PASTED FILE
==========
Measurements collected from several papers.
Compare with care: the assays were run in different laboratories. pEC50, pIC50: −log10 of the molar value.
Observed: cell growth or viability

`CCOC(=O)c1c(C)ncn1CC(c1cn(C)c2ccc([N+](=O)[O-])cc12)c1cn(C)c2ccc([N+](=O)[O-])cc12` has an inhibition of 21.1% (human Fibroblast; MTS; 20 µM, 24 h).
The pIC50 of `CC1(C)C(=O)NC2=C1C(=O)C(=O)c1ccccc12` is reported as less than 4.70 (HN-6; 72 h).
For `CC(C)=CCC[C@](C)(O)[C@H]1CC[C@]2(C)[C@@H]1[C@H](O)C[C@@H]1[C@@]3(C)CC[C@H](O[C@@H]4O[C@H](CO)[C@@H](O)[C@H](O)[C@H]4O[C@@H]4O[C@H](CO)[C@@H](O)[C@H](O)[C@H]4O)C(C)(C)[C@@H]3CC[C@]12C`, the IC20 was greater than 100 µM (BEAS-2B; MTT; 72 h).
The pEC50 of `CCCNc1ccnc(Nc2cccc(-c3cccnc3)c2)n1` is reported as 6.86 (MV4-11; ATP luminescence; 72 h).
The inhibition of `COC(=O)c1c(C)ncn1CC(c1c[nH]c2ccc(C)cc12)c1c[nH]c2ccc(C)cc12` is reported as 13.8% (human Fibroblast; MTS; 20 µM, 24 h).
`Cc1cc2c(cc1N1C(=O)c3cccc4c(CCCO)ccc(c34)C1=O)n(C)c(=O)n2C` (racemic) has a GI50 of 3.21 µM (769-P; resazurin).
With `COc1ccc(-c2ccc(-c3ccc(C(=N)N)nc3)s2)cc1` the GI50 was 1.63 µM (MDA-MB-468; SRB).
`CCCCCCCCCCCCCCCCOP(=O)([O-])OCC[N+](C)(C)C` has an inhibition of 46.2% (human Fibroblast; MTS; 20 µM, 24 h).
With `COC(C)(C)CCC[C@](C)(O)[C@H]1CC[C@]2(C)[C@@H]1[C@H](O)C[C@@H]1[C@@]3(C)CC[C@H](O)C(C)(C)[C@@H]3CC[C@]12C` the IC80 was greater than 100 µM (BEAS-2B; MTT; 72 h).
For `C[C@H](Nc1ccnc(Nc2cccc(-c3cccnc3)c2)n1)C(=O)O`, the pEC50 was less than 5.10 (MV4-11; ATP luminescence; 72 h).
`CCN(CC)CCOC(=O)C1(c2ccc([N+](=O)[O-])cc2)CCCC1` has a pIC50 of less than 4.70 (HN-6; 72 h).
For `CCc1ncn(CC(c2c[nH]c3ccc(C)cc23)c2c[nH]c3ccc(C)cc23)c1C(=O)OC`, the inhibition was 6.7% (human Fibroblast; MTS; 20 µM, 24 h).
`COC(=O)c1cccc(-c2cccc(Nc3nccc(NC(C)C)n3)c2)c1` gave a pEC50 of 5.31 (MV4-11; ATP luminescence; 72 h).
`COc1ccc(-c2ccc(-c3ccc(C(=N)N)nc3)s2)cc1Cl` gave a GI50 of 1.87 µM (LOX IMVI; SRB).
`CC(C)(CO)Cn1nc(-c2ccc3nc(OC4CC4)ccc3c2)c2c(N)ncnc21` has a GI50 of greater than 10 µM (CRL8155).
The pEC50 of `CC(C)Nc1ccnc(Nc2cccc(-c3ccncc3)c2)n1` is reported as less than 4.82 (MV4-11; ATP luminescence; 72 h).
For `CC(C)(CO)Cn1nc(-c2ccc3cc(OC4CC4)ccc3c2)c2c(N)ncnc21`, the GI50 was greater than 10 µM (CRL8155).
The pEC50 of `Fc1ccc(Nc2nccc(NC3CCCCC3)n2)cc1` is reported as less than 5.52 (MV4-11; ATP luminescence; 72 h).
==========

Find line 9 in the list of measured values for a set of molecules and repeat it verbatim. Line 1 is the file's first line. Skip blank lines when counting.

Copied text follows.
`Cc1cc2c(cc1N1C(=O)c3cccc4c(CCCO)ccc(c34)C1=O)n(C)c(=O)n2C` (racemic) has a GI50 of 3.21 µM (769-P; resazurin).